The puss caterpillar is the larval form of the Megalopyge opercularis moth, also known as southern flannel moth. It is visually striking in both larval and adult forms. The inch-long larva is generously coated in long, luxuriant hair-like setae, making it resemble a tiny Persian cat. It is variable in color, from downy grayish-white to golden yellow-brown. It often has a streak of bright orange running longitudinally.
The ‘fur’ on early-stage larvae is sometimes extremely curly, giving the larva a cottony, puffed-up look. The body tapers to a tail that extends well beyond the body. The middle instar has a more disheveled, ‘bad-hair-day’ appearance, without a distinctive tail. The adult moth is also very bizarre in appearance, covered in long fur in colors ranging from dull orange to lemon yellow, with hairy legs and fuzzy black feet.
The ‘fur’ of the puss caterpillar contains venomous spines that cause extremely painful reactions in human skin upon contact. The reactions are sometimes localized to the affected area but are often very severe, radiating up a limb and causing burning, swelling, nausea, headache, abdominal distress, rashes, blisters, and sometimes chest pain, numbness, or difficulty breathing. Additionally, it is not unusual to find sweating from the welts or hives at the site of the sting. Ironically, the resemblance of the larvae to soft, colorful cotton balls encourages people to pick them up and pet them. Remedies that may be helpful in some cases include removing broken spine tips from the skin with tape, applying ice packs, use of oral antihistamine, application of hydrocortisone cream to the site of the sting, systemic corticosteroids, and intravenous calcium gluconate.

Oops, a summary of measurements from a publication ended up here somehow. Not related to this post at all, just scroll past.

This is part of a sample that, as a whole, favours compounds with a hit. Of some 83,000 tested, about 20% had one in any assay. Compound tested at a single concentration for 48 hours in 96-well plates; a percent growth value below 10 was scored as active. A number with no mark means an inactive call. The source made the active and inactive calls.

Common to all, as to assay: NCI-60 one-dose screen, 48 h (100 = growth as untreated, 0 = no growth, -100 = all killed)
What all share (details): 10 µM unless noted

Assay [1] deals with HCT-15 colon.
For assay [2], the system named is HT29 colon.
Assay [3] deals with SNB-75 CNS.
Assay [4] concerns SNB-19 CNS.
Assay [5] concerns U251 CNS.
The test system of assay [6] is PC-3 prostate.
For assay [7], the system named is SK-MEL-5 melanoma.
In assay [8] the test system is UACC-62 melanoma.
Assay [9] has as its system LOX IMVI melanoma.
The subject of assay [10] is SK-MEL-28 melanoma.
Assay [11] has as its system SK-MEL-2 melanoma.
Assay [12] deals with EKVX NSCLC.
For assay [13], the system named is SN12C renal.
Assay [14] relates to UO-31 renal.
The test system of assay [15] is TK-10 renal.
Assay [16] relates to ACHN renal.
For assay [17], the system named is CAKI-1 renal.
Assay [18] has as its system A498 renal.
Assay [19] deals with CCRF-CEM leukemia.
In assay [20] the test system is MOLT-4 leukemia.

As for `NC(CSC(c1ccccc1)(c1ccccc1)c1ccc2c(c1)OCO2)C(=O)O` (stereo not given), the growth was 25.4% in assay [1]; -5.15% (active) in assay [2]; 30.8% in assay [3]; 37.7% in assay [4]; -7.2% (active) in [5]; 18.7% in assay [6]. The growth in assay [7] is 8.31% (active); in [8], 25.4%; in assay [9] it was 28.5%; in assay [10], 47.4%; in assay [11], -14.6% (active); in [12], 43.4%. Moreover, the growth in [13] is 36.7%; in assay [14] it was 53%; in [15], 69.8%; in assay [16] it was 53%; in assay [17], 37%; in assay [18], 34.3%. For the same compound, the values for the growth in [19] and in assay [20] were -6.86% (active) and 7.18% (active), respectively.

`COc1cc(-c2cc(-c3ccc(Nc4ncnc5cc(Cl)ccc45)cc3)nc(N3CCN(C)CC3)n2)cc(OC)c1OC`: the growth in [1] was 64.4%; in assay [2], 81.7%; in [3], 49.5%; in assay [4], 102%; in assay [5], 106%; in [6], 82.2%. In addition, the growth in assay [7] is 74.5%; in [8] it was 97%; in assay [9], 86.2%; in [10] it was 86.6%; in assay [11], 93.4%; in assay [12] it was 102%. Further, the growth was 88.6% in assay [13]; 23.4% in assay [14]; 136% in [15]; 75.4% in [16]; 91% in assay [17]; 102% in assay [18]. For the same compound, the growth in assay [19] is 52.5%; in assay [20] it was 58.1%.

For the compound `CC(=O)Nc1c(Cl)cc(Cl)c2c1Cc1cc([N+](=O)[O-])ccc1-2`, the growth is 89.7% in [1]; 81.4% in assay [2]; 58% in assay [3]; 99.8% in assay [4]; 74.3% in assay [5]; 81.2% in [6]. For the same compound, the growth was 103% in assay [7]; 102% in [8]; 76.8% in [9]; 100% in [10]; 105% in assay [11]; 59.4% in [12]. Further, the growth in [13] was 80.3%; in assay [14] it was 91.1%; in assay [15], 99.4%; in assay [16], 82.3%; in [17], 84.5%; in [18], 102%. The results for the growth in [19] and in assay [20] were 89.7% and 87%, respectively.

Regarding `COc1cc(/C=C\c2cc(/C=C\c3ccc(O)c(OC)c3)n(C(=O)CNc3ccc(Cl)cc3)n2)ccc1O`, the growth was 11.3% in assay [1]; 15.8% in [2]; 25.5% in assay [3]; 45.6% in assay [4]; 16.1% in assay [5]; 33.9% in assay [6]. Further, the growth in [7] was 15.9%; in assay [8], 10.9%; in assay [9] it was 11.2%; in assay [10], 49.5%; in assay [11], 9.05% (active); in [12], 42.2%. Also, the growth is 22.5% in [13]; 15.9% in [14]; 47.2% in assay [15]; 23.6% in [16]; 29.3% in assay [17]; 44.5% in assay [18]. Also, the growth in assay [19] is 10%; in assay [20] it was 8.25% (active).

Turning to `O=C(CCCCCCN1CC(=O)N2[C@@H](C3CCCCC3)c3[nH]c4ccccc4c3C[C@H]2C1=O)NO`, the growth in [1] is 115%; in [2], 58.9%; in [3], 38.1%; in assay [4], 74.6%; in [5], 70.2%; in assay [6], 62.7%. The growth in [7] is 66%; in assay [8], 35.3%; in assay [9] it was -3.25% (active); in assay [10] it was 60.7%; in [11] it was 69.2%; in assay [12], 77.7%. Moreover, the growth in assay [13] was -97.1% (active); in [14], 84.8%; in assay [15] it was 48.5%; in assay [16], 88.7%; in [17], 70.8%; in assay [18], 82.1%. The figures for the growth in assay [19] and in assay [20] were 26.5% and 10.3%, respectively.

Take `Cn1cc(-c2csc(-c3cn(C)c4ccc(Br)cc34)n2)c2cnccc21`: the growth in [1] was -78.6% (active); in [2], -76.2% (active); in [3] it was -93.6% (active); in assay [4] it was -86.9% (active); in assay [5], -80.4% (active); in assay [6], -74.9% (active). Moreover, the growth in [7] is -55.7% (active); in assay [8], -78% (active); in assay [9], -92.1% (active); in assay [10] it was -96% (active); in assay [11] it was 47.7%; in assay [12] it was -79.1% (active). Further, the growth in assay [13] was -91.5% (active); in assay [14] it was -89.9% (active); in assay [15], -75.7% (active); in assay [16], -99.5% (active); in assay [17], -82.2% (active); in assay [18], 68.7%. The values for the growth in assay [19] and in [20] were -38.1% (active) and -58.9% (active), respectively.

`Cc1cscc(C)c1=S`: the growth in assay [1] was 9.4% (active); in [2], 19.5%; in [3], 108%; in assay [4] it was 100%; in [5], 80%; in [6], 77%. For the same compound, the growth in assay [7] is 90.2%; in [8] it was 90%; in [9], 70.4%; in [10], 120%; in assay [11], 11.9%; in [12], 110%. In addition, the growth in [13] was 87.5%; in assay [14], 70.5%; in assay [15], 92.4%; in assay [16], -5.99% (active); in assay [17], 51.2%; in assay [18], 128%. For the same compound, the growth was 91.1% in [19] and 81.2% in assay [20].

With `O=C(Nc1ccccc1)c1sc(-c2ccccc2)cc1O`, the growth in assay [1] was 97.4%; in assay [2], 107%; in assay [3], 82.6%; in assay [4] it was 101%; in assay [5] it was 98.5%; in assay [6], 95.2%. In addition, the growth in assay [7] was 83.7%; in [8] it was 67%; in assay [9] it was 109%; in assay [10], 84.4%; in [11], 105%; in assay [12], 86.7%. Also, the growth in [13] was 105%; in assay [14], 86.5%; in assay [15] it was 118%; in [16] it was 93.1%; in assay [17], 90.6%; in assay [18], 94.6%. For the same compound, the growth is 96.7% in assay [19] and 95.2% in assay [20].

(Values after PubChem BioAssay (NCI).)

Megalopyge opercularis can be found on oaks, elms, citrus and other trees, and many garden plants such as roses and ivy. It is distributed throughout the southern United States, Mexico, and parts of Central America. The larva does not spin a real cocoon, rather, it separates from its furry skin and uses it as a protective covering while it pupates. The adult moth has two broods per year with a possible partial third brood in the South when conditions are right. Females usually mate the night of emergence and lay their eggs during the first two nights following mating. Eggs are laid on foliage or small twigs and are covered with hair from the underside of abdomen of the female. Eggs hatch in 6 to 8 days.
Larvae of the southern flannel moth are polyphagous and have been recorded from plant species belonging to 41 genera. Like many other Lepidoptera larvae, mature puss caterpillars sometimes wander from the host plant and onto other nearby plants prior to spinning their cocoons.
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